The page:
Over the past decade, Intel’s Core lineup included of these main product families, the Core i3, i5, and the i7. The first one was meant for offices while the other two were for gamers and content creators. A while back, Intel suddenly introduced a bunch of Core i9 parts. To make matters even more confusing, there isn’t just one i9 family: There’s the mainstream consumer lineup consisting of the Core i9-9900K/9900/9900KF and then there are the HEDT parts comprising of the Core i9-x980, x980XE, etc.
In this post, we’re talking about the mainstream Core i9-9900K which Intel claims is the best gaming CPU money can buy. We’ll be comparing it against the similarly specced Core i7-9700K and decide if it is worth the extra $150.
Intel Core i7-9700K vs i9-9900K: Specifications
|Core i7-9700K||Core i9-9900K|
|Price||$374||$550 ($474 for KF)|
On paper, the Core i9 is a factory overclocked i7 with hyperthreading enabled and slightly more L3 cache. While SMT is mostly irrelevant in gaming and the clock speed delta is too small to make a notable impact, the L3 cache size is known to significantly affect gaming performance.
- Motherboard: ASRock X370 Taichi
- Memory: Trident Z Royal 16GB (8×8) @ 3600MHz
- GPU: NVIDIA GeForce RTX 2080 Super
Intel Core i7-9700K vs Core i9-9900K: Gaming Performance
All the games were tested at 1080p using the highest quality preset.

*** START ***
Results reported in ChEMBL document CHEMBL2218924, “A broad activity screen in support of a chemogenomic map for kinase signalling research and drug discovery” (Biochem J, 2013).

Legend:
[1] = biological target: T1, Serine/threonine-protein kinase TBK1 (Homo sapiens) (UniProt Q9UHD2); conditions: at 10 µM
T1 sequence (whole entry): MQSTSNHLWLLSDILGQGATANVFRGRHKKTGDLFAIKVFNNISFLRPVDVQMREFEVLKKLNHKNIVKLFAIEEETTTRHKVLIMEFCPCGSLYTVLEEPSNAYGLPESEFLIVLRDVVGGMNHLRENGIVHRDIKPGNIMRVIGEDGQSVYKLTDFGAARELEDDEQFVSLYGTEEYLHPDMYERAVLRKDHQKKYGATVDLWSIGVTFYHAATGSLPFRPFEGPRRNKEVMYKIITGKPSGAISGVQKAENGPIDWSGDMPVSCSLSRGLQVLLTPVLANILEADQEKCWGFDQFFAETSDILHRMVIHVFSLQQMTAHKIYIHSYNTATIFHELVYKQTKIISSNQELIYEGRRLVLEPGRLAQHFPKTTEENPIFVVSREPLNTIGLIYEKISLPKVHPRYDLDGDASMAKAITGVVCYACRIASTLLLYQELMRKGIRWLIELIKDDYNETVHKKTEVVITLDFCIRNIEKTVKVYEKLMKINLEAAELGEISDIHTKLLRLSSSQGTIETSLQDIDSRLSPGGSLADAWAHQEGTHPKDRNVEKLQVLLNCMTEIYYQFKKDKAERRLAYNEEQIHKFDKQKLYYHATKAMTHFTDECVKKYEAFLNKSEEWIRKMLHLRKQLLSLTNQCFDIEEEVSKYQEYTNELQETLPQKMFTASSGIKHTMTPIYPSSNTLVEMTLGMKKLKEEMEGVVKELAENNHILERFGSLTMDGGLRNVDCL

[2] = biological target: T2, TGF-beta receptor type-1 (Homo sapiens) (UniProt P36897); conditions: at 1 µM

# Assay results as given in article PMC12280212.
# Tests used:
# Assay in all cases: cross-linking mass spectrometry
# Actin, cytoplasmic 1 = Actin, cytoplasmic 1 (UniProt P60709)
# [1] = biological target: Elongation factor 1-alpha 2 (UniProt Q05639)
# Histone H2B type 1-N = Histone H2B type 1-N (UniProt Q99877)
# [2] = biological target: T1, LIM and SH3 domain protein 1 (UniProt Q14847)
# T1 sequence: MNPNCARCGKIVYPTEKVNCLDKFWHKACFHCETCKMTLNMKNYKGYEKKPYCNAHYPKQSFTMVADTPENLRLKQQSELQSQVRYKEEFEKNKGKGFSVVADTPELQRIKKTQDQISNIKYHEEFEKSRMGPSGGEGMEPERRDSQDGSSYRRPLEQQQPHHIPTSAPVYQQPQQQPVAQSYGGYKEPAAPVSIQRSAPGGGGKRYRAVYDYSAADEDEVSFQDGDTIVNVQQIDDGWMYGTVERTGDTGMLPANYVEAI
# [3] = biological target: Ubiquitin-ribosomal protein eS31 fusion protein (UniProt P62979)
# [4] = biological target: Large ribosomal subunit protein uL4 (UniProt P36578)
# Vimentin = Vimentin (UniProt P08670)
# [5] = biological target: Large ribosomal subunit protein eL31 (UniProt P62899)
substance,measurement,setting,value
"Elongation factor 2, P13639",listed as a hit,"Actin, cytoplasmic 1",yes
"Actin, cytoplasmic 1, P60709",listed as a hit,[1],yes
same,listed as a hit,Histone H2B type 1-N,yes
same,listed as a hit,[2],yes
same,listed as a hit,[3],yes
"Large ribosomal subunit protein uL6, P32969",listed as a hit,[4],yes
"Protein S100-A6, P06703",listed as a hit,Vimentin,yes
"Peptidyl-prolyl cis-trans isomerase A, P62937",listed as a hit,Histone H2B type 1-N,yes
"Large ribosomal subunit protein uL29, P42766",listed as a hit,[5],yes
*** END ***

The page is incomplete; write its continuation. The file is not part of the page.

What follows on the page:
Assassins’ Creed’s Anvil Engine benefits from higher core counts as well as core clocks. But here, despite having a higher boost clock the core i9-9900K is slightly slower than the 9700K. This is most likely due to the latter having access to higher L2 cache per thread compared to the 9900K.
Shadow of the Tomb Raider sees the Core i9-9900K take the lead with a marginally higher average as well as better lows.
Ashes of the Singularity once again favors the Core i9. This title is known to leverage as many threads as you throw at it. So this isn’t a surprise.
Far Cry 5 is one of the most CPU intensive titles around. And yet, the Core i9-9900K provides no apparent benefit over the i7-9700K in this game. To top it off, the lows are better for the Core i7 although both being above 60, it’s rather inconsequential.
Hitman 2 is a DirectX 12 title known to utilize multi-core CPUs well. Here, it seems like the additional resources of the 9900K do benefit it, albeit ever so slightly.
Power Consumption and Overclocking
Despite having a rated TDP of 105W, the Coffee Lake chips draw a lot more power. In fact, in Cinebench the Core i9-9900K ended up consuming almost 300W. In comparison, the AMD Ryzen 7 3700X which offers similar performance in the program draws just over 65W!
Across various games, the Core i7 drew a maximum of around 125W while the i9-9900K hit the ceiling a little below 200W. That’s a lot of power. You can run a 64 core Epyc Rome processor with that much juice. And Intel is planning to push more cores into the Comet Lake-S chips and increase the core clock on top of that. I’m curious to see how the power draw holds up.
Conclusion: Is the i9 Worth it?
This is rather straight-forward. Is the Core i9 a better option? On paper, yes but practically speaking there’s almost no difference in the gaming performance of the two chips. You’re paying an additional $100 just for a fancy box and the i9 label. You get a much better bang for your buck with the $400 Core i7-9700K.